For the growing number of Kerry Killinger critics, the only question will be: What took them so long? After watching the slo-mo destruction...

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For the growing number of Kerry Killinger critics, the only question will be: What took them so long?

After watching the slo-mo destruction of Washington Mutual over the past year, its board has only now made the chief executive who presided over the disaster walk the plank.

The answer might provide little comfort. Yes, for part of that time Killinger had a board stuffed with allies.

Even after a $7 billion capital infusion from TPG in April, the board changed slowly. Only in June was Killinger stripped of his chairman title. Yet he was kept on as CEO, in stark contrast to the fate of leaders at other troubled institutions, such as Wachovia and Merrill Lynch.

The answer may be that Washington Mutual’s troubles are so deep and complex that it took time to find a qualified executive who would take the job. He is veteran thrift executive Alan Fishman, and he’ll be getting a $10 million signing bonus, according to The Wall Street Journal.

If he succeeds, the result may still be a civic calamity for Seattle. Sick financial institutions that regain their health are promptly sold. So in addition to the loss of thousands of jobs already, Seattle would lose a premier corporate headquarters, its claim to be a banking center, a centerpiece of the city’s downtown and thousands more well-paid jobs.

Someday they’ll study Killinger and Washington Mutual’s board of directors in business schools. The lessons will all be: Don’t do this.

Killinger is widely credited for taking a struggling institution in 1990 and turning it into the nation’s largest thrift. What’s less remarked is that he had a very strong team of lieutenants during most of that run, and many left.

For example, Deanna Oppenheimer, who built the retail-banking division into a powerhouse and was seen as a strong contender to succeed Killinger, departed in 2006 after being bypassed for the No. 2 job. Craig Tall, who presided over some of WaMu’s biggest mergers, and Bill Longbrake, the chief financial officer, also left.

Yet even the go-go years had a powerful wind at their back: the Federal Reserve’s extremely low interest rates powered the biggest housing boom in history. Subprime mortgages, relaxed lending standards and the promise that housing values would keep rising fueled not only a boom but also perhaps a sense of executive invulnerability.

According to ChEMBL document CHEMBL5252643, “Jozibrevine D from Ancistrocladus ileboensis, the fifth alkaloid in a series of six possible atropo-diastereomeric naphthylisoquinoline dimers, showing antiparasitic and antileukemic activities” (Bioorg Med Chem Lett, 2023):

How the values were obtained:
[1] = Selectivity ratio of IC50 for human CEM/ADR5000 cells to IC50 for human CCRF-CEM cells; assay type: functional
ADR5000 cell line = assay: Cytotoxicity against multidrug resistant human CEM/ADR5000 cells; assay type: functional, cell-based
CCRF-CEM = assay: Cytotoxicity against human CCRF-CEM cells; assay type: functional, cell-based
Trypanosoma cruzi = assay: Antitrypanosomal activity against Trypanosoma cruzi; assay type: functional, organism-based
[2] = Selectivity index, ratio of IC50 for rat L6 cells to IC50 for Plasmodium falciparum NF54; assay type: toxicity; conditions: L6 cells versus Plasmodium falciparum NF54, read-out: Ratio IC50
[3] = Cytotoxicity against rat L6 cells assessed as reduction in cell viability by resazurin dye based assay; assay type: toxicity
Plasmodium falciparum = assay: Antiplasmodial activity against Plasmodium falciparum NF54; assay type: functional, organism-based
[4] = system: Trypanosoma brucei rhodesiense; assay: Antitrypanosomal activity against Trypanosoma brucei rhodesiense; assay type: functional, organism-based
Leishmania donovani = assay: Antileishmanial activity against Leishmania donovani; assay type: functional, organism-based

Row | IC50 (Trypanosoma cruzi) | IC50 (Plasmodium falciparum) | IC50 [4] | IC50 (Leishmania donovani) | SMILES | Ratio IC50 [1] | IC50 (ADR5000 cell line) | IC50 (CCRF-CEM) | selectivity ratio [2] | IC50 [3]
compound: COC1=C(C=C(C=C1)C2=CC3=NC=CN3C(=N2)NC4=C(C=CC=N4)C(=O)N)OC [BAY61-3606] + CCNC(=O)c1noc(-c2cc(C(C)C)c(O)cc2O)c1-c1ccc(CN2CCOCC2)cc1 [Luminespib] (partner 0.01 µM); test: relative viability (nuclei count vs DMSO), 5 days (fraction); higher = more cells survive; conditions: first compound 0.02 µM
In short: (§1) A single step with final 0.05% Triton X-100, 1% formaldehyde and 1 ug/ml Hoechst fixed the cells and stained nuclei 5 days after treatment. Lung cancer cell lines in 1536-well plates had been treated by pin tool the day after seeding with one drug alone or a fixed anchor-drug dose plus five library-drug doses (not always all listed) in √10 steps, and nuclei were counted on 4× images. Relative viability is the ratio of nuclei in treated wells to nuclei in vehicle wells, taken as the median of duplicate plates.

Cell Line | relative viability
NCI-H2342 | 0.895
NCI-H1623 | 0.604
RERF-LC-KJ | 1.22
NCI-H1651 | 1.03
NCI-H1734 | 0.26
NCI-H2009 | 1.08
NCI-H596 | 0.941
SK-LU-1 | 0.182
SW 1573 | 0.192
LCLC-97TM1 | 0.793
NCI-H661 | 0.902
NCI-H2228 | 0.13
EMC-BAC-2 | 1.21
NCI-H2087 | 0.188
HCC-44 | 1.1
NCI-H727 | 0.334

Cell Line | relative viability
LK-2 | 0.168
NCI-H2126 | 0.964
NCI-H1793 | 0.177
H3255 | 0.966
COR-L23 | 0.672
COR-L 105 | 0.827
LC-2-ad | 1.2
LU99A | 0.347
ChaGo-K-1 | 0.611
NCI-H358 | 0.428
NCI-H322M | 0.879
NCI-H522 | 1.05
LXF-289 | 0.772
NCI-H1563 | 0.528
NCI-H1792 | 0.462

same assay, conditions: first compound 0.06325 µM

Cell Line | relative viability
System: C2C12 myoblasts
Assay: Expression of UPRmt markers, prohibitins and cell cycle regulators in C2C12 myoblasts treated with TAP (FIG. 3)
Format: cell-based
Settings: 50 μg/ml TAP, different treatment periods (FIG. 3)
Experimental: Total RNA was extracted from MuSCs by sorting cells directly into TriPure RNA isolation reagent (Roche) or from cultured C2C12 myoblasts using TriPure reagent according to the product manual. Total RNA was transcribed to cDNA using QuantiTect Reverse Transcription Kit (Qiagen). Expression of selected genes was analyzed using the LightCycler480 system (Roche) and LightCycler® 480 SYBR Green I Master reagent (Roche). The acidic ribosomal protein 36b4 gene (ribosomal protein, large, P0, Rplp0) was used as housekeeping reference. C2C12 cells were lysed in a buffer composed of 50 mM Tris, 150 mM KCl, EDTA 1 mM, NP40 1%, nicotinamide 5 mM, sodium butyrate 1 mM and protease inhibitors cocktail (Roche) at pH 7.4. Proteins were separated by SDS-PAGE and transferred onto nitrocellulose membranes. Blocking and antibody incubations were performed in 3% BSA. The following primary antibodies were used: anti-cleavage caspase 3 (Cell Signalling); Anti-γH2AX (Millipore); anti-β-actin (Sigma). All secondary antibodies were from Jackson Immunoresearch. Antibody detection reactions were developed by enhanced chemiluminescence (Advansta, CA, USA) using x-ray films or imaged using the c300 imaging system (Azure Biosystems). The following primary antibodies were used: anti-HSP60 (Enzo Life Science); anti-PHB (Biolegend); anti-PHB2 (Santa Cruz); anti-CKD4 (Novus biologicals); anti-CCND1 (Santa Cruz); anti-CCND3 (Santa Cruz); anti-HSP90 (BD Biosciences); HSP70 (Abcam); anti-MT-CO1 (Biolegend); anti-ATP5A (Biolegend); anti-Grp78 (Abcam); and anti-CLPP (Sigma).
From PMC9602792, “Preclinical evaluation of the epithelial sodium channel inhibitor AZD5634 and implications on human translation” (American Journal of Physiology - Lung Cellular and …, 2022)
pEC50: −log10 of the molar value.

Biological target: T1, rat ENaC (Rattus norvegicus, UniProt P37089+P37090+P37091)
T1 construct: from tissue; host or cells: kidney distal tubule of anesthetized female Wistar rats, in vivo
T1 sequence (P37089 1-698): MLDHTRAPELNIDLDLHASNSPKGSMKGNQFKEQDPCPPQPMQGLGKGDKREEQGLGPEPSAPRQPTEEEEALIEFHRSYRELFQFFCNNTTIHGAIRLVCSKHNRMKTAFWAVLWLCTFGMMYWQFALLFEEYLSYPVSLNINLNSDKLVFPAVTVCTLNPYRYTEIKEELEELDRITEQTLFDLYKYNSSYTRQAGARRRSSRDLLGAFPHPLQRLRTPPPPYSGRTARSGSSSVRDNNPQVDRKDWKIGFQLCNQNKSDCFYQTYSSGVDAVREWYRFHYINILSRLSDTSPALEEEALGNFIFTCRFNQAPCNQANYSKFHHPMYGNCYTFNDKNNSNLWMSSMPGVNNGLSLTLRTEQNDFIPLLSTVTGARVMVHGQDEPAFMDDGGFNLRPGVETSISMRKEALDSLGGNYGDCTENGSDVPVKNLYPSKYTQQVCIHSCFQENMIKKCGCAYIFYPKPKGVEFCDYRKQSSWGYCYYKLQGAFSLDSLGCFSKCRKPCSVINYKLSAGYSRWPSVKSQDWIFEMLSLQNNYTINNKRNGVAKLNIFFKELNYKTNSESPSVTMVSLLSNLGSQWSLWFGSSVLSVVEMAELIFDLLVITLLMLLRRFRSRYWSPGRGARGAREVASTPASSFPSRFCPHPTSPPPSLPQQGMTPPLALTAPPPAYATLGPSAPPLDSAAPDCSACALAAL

But cycles go down as well as up, and under Killinger’s reign, WaMu kept rolling the dice long after it was clear that the housing downturn was shutting down the casino. Thus, Washington Mutual would end up with nearly $50 billion in risky option-only adjustable-rate mortgages and heavy exposure in some of the epicenters of the housing recession. The thrift may ultimately face losses of up to $19 billion this year.

Business students will also study how the board stuck with Killinger despite missteps. In the idealized model of capitalism, the board of directors are the shareholder representatives, there to keep management from following its own, perhaps self-aggrandizing, agenda. Unfortunately, WaMu’s board failed miserably.

To be sure, Killinger has lots of company in what will likely be the worst financial debacle since the Great Depression. The federal takeover of Fannie Mae and Freddie Mac is only the latest exclamation point on that.

But Killinger’s damage is more. Large financial institutions are major prizes for cities, attracting capital and talent, and focusing them in a centralized location, usually a downtown. Many Northwesterners also invested loyally in WaMu as a hometown company.

Along with the loss of Safeco’s independence, WaMu’s eventual sale will be a heavy blow and very personal to this city.

Jon Talton is a journalist and author living in Seattle. For more than 20 years he has covered business and finance, specializing in urban economies, energy, real estate and economics and public policy. You may reach Jon Talton at